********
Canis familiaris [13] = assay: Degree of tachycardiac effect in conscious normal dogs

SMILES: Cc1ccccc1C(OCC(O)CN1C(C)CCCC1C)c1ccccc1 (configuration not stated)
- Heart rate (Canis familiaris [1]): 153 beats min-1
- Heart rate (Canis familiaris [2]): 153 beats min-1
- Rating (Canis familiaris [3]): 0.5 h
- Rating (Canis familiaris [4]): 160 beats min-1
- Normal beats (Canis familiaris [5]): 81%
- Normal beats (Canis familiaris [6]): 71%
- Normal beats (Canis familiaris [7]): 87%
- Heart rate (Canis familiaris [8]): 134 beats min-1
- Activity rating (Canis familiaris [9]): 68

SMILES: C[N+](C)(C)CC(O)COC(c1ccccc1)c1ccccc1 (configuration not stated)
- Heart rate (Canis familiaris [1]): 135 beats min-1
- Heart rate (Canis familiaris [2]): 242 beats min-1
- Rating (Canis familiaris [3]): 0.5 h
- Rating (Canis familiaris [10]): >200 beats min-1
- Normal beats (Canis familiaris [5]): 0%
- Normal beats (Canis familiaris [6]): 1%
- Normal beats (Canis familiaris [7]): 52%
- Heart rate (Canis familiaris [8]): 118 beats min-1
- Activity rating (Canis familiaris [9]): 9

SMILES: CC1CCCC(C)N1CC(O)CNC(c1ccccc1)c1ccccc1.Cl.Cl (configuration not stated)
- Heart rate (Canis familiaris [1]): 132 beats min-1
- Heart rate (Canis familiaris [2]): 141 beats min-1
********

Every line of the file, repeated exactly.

Canis familiaris [13] = assay: Degree of tachycardiac effect in conscious normal dogs

SMILES: Cc1ccccc1C(OCC(O)CN1C(C)CCCC1C)c1ccccc1 (configuration not stated)
- Heart rate (Canis familiaris [1]): 153 beats min-1
- Heart rate (Canis familiaris [2]): 153 beats min-1
- Rating (Canis familiaris [3]): 0.5 h
- Rating (Canis familiaris [4]): 160 beats min-1
- Normal beats (Canis familiaris [5]): 81%
- Normal beats (Canis familiaris [6]): 71%
- Normal beats (Canis familiaris [7]): 87%
- Heart rate (Canis familiaris [8]): 134 beats min-1
- Activity rating (Canis familiaris [9]): 68

SMILES: C[N+](C)(C)CC(O)COC(c1ccccc1)c1ccccc1 (configuration not stated)
- Heart rate (Canis familiaris [1]): 135 beats min-1
- Heart rate (Canis familiaris [2]): 242 beats min-1
- Rating (Canis familiaris [3]): 0.5 h
- Rating (Canis familiaris [10]): >200 beats min-1
- Normal beats (Canis familiaris [5]): 0%
- Normal beats (Canis familiaris [6]): 1%
- Normal beats (Canis familiaris [7]): 52%
- Heart rate (Canis familiaris [8]): 118 beats min-1
- Activity rating (Canis familiaris [9]): 9

SMILES: CC1CCCC(C)N1CC(O)CNC(c1ccccc1)c1ccccc1.Cl.Cl (configuration not stated)
- Heart rate (Canis familiaris [1]): 132 beats min-1
- Heart rate (Canis familiaris [2]): 141 beats min-1